An ill-fated and costly fountain in central London commemorating Princess Diana closed to the public on Monday for further repair work due to take four months, officials said.
The Princess Diana Memorial Fountain, which has already been shut twice for repairs since it was inaugurated last July, will officially re-open on May 1, said Royal Parks, which manages Hyde Park where the site is located.
The work will enable wheelchair access, improve drainage and replace the existing lawn with one better adapted to the huge number of visitors to the site, which welcomed up to 5,000 tourists an hour last summer.
The shallow granite oval channel filled with running water was intended as both memorial and play area, allowing visitors -- especially children -- to splash around inside the fountain's flow.
The fountain, designed by US architect Kathryn Gustafson, was however plagued with problems after being opened by Queen Elizabeth on July 6, with drains blocked by leaves just two days after the water was switched on.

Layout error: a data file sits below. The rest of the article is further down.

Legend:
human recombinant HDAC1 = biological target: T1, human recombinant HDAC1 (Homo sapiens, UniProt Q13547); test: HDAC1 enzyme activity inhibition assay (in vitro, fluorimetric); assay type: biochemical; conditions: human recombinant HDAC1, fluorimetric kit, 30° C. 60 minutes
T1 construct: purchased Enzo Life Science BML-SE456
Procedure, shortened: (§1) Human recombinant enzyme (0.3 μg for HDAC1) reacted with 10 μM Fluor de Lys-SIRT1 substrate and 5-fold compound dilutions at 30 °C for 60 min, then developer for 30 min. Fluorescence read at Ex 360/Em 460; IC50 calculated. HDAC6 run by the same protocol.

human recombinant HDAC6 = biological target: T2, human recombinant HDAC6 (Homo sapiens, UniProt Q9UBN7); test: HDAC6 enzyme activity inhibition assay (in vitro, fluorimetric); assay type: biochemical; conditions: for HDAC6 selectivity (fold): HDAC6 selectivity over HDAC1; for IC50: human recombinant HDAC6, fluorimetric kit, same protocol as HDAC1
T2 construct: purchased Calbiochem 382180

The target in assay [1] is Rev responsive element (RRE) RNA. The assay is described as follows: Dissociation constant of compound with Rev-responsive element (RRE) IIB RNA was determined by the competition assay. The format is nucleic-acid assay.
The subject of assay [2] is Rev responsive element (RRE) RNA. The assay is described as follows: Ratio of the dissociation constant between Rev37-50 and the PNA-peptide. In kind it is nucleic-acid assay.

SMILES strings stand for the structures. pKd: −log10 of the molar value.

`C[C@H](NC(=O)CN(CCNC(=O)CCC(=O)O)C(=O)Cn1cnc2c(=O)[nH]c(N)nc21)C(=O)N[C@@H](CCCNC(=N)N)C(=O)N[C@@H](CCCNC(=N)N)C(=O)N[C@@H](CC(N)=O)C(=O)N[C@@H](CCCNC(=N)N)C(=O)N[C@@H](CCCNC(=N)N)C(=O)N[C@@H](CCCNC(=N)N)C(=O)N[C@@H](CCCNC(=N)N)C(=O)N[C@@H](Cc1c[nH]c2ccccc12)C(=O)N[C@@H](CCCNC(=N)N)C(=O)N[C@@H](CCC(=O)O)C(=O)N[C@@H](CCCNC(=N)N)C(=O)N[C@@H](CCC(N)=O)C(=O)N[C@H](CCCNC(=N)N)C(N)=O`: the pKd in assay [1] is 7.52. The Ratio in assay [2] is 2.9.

The site was then closed down in late July after a series of visitors lost their footing on the slippery stone surface and fell, injuring themselves.
Even when fully functional, the ?3.6 million (US$6.5 million) water sculpture suffered harsh criticism, with the British press dismissing it as a "puddle."
Mohamed Al Fayed, the owner of the department store Harrods, whose son Dodi died in the same car crash that killed Diana, said it resembled "a sewage works."